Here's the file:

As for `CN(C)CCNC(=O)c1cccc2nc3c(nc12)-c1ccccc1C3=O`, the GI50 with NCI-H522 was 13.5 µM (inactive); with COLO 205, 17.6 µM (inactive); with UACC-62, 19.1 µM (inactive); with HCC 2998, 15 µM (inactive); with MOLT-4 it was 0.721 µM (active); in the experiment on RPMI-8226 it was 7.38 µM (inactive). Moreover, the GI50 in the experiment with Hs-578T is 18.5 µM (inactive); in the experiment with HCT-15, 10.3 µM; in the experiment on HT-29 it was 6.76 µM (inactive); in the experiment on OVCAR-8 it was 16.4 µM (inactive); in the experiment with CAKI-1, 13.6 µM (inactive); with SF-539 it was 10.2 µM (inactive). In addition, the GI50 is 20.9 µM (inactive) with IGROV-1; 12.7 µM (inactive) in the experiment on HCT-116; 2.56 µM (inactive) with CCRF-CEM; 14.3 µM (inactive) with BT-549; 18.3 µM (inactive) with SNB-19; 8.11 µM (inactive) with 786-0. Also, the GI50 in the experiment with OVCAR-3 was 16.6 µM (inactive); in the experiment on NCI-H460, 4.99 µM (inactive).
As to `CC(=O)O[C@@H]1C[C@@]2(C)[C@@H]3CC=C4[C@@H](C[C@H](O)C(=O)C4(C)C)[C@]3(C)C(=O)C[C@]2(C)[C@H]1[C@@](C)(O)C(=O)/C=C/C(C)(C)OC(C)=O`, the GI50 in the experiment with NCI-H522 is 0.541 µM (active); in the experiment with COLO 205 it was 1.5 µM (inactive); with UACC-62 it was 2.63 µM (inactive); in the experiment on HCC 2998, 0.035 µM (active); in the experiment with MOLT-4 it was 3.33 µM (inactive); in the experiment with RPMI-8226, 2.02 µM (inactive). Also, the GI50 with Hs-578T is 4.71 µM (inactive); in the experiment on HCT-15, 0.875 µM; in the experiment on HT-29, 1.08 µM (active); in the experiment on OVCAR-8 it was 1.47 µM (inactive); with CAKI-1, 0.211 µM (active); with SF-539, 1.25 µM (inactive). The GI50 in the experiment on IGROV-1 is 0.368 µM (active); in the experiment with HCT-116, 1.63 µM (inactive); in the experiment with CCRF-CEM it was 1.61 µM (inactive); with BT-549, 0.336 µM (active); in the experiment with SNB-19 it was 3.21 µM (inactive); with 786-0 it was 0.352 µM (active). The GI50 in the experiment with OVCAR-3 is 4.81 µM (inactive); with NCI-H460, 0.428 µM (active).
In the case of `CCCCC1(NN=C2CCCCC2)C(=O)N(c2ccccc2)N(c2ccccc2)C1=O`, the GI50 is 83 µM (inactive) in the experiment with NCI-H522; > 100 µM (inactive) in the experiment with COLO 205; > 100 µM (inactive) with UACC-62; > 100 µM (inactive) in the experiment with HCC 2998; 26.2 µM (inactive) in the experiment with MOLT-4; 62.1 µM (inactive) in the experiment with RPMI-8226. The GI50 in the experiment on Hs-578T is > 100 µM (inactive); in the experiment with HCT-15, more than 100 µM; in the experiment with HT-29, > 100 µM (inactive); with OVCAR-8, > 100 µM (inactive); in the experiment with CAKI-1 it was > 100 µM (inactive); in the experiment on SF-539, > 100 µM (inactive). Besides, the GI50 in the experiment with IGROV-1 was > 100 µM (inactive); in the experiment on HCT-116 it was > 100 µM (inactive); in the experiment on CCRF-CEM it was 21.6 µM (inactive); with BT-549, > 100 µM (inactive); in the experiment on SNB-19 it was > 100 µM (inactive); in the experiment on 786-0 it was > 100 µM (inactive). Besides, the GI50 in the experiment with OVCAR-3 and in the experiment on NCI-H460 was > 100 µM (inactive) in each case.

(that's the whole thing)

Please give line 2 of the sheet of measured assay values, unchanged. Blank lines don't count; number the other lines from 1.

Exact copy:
As to `CC(=O)O[C@@H]1C[C@@]2(C)[C@@H]3CC=C4[C@@H](C[C@H](O)C(=O)C4(C)C)[C@]3(C)C(=O)C[C@]2(C)[C@H]1[C@@](C)(O)C(=O)/C=C/C(C)(C)OC(C)=O`, the GI50 in the experiment with NCI-H522 is 0.541 µM (active); in the experiment with COLO 205 it was 1.5 µM (inactive); with UACC-62 it was 2.63 µM (inactive); in the experiment on HCC 2998, 0.035 µM (active); in the experiment with MOLT-4 it was 3.33 µM (inactive); in the experiment with RPMI-8226, 2.02 µM (inactive). Also, the GI50 with Hs-578T is 4.71 µM (inactive); in the experiment on HCT-15, 0.875 µM; in the experiment on HT-29, 1.08 µM (active); in the experiment on OVCAR-8 it was 1.47 µM (inactive); with CAKI-1, 0.211 µM (active); with SF-539, 1.25 µM (inactive). The GI50 in the experiment on IGROV-1 is 0.368 µM (active); in the experiment with HCT-116, 1.63 µM (inactive); in the experiment with CCRF-CEM it was 1.61 µM (inactive); with BT-549, 0.336 µM (active); in the experiment with SNB-19 it was 3.21 µM (inactive); with 786-0 it was 0.352 µM (active). The GI50 in the experiment with OVCAR-3 is 4.81 µM (inactive); with NCI-H460, 0.428 µM (active).